Reducing Costs and Energy in Aerospace Manufacturing

Reducing Costs and Energy in Aerospace Manufacturing

A Canadian university will study superalloy bonding to develop stronger, lighter aircraft engine parts.

November 27, 2012
Manufacturing Group
Assembly Industry News Materials

The Natural Sciences and Engineering Research Council of Canada (NSERC) and Pratt & Whitney Canada have partnered to award a $1.25 million Industrial Research Chair (IRC) to Dr. Stephen Corbin of Dalhousie's Faculty of Engineering. The Chair will study superalloy bonding as a way to develop stronger, lighter aircraft engine parts using less material and less energy.

Today's conventional manufacturing processes for aircraft engine parts often start with large blocks of solid material, of which up to 90% may be cut away to produce the part. This is both costly and requires significant energy.

"We want to develop new ways to make these superalloy engine parts at lower costs, through the use of less material and less energy and therefore making less of an environmental impact," says Dr. Stephen Corbin.

In partnership with Pratt & Whitney Canada, Dr. Corbin will investigate two metallurgical processes (i.e. brazing and sintering) capable of developing a net shape manufacturing method using less material. Advanced thermal analysis tools will be used to gain detailed insight into the brazing and sintering processes to optimize these methods.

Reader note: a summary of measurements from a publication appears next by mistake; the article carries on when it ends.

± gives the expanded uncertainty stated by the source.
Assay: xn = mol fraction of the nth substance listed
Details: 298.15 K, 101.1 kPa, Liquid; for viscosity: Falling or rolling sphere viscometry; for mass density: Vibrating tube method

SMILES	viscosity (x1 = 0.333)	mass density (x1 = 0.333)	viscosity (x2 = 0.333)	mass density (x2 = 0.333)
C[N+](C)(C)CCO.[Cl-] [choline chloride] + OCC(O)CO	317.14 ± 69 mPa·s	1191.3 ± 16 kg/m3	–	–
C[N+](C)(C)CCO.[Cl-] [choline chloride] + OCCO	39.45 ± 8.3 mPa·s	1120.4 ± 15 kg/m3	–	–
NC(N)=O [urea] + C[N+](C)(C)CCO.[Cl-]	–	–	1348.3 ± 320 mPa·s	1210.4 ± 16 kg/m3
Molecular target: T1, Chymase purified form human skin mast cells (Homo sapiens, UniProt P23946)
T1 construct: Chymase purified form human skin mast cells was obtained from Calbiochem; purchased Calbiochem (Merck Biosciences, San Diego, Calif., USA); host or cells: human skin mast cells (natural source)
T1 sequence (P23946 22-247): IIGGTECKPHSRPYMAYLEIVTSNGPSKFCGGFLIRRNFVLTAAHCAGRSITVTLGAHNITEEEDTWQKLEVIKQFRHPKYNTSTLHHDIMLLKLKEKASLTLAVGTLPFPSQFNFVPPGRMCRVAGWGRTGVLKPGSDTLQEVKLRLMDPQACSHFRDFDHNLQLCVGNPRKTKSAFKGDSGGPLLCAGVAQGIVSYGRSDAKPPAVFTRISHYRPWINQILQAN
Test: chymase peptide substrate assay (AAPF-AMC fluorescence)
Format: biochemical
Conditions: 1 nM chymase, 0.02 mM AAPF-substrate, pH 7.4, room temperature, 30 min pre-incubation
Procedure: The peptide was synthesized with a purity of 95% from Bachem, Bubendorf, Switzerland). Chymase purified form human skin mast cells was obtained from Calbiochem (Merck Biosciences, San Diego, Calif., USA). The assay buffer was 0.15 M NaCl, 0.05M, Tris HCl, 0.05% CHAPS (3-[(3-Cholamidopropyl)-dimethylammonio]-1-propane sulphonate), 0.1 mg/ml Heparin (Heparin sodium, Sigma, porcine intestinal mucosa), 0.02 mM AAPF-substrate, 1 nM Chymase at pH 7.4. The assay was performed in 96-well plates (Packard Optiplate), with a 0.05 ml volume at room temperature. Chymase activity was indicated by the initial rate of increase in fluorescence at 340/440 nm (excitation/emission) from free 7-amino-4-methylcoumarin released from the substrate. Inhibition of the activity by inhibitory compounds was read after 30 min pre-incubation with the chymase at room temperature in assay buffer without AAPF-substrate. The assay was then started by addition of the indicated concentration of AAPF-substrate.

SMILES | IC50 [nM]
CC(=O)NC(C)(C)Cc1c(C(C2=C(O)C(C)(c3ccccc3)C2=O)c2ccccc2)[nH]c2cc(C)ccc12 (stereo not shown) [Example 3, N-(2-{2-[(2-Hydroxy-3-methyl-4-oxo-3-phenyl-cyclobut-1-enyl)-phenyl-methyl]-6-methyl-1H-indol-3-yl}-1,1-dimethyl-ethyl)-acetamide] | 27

This research into advanced materials processing will lead to better manufacturing methods that will revolutionize how aircraft engine parts are made while reducing both costs and the industry environmental footprint, and benefitting Canada's economy.

One goal of the Chair is to further develop highly qualified personnel, which is key to keeping the industry healthy in Canada. The Chair will provide graduate students with a unique opportunity to work closely with Pratt & Whitney Canada to better understand the relationship between basic science and application in an engineering manufacturing environment.

"A distinguished leader in his field with extensive experience working with industry, Dr. Corbin's challenging research program promises to bring significant advancements for the materials used by Canada's aerospace sector," says Suzanne Fortier, president of NSERC. "The state-of-the-art facilities accessible through this research program provide a unique training experience for Dr. Corbin's students, as they work to address challenges currently being faced by aerospace companies."